Compassion is HARD!

Audio of the post below

Why being compassionate is hard to do?

The answer is actually rather simple. It is because of our lack of self-care and lack of responsibility. 

Let me explain it!

When we suffer in our lives and our needs are not met, we find it hard to feel compassion towards others’ needs and hearing others’ issues with openness and understanding.

Let me tell you about my journey of discovery!

One day,  I was sitting through a six-hour meeting where people kept on forgetting to mute themselves so they caused a lot of background noise; some peoples’ audio was so bad that they were hardly audible; most of the time I could not figure out what the conversation was about because there was no structure to the meeting at all; people kept on interrupting each other (there were not guidelines introduced at the beginning) and the topics changed so abruptly that I could not follow the meeting. It was utterly chaotic.

Because I am on a practical journey of discovering compassionate insight, before the meeting, I decided to participate fully regardless of the challenges. I promised myself to stay compassionate and interested. I meditated and moved myself out of expectations and into a place of openness just before the meeting started.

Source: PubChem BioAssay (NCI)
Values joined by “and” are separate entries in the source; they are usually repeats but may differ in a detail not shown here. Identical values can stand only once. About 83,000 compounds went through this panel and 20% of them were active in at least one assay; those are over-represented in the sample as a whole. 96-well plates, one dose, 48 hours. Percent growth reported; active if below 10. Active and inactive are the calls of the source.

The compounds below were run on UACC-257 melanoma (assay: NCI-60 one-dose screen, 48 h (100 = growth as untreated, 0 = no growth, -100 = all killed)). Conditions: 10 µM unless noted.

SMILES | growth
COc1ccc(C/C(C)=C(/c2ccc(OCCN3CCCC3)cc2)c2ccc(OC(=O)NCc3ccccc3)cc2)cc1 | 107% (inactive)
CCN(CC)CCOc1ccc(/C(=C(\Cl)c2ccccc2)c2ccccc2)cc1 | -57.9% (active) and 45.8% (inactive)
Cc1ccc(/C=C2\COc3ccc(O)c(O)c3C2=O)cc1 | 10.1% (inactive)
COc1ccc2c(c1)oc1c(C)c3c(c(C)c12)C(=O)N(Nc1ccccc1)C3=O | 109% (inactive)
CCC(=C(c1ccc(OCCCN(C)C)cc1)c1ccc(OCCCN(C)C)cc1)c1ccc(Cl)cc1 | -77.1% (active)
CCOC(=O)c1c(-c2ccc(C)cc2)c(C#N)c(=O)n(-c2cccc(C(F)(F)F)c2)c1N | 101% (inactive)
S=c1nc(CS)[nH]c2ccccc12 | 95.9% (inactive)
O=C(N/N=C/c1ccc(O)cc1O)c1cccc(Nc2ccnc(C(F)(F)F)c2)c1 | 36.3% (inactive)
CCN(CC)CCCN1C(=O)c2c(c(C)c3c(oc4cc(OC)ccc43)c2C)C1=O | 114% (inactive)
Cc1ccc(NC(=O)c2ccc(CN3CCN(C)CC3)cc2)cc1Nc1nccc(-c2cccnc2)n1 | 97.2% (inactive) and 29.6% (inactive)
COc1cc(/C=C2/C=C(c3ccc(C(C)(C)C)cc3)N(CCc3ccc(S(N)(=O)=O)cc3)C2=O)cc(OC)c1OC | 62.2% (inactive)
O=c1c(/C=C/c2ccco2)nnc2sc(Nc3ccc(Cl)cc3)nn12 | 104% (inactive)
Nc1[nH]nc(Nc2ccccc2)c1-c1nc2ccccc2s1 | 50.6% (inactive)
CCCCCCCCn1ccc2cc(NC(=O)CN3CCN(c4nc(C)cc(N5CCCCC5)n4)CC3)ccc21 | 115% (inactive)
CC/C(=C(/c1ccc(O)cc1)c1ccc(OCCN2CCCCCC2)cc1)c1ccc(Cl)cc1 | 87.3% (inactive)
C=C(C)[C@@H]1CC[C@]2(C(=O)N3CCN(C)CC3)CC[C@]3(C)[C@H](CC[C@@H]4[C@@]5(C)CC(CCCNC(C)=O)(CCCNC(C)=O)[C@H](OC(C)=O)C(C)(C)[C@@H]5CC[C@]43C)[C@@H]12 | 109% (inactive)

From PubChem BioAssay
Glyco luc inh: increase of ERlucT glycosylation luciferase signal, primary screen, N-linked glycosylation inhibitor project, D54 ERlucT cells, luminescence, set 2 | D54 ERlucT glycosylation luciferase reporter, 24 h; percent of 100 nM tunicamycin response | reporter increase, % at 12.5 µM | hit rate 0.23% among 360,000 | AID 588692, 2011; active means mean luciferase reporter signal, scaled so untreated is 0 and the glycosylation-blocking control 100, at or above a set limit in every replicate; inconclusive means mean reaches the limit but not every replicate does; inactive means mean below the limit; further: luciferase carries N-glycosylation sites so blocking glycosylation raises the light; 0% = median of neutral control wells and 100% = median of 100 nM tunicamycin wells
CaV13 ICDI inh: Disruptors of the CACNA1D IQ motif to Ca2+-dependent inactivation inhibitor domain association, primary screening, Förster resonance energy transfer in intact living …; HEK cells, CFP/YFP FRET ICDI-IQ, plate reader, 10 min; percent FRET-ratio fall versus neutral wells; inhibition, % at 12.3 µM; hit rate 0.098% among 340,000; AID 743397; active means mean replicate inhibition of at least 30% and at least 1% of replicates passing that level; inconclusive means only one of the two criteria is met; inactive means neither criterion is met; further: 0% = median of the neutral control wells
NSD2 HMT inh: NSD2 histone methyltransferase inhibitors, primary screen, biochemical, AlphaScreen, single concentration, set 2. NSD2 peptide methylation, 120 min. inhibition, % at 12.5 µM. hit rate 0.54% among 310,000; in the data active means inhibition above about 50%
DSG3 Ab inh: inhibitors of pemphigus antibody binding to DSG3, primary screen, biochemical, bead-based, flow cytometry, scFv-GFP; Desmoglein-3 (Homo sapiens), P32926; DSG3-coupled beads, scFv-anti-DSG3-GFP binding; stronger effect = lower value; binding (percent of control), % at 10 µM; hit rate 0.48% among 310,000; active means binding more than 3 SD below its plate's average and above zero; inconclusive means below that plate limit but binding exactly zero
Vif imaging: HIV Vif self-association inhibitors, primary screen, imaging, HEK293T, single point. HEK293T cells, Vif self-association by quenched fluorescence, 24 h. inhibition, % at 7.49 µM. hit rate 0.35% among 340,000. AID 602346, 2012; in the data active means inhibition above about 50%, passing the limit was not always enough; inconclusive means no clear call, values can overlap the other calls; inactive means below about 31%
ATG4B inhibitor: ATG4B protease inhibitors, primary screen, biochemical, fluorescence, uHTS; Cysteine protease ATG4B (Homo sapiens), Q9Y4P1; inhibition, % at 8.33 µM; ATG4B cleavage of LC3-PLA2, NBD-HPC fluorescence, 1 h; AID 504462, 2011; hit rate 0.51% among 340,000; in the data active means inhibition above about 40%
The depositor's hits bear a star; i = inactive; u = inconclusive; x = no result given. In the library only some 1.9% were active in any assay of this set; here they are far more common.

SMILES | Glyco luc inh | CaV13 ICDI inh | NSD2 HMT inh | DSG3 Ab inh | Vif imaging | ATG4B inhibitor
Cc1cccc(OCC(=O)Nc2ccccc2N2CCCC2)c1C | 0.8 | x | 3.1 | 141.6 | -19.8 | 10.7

An hour and a half into the meeting, however, I found myself extremely frustrated and exhausted. I was outraged at the way the meeting was conducted and how pointless my attendance was.

It made me think. How could I bring compassionate insight into this situation? What do I need to know now? What am I frustrated about? What are my unmet needs? How am I not taking care of my own needs right now?

I  became aware of the following:  I am constantly short of time. I have different jobs and responsibilities that leave me very little personal time. I am very particular about what I am willing to spend my time with. When it comes to education, I expect good level of education for my money. I need the meetings that I attend to be informative, well-organized, and well-conducted by an expert educator. This meeting, in my experience, was none of these. I was also frustrated because I was in no position to communicate my needs.

Hey! It sounds like a victim story!

I had to remind myself that I create my own reality and I am responsible for my experiences. Non-violet communication, or NVC in short, says that we need to fulfill a request like a child feeding ducks, with joy. In short the request was that I attend this meeting and participate fully. The truth is that I could not attend this meeting with joy, so I shouldn’t have! NVC also says that we always have choices and by knowing that we can stop playing the victim. 

I was angry and frustrated because I felt like a victim. My needs for getting a good education was not met. But the truth is that my needs must be met by me. It is my responsibility to take good care of myself by making different choices.

Compassion must start with me!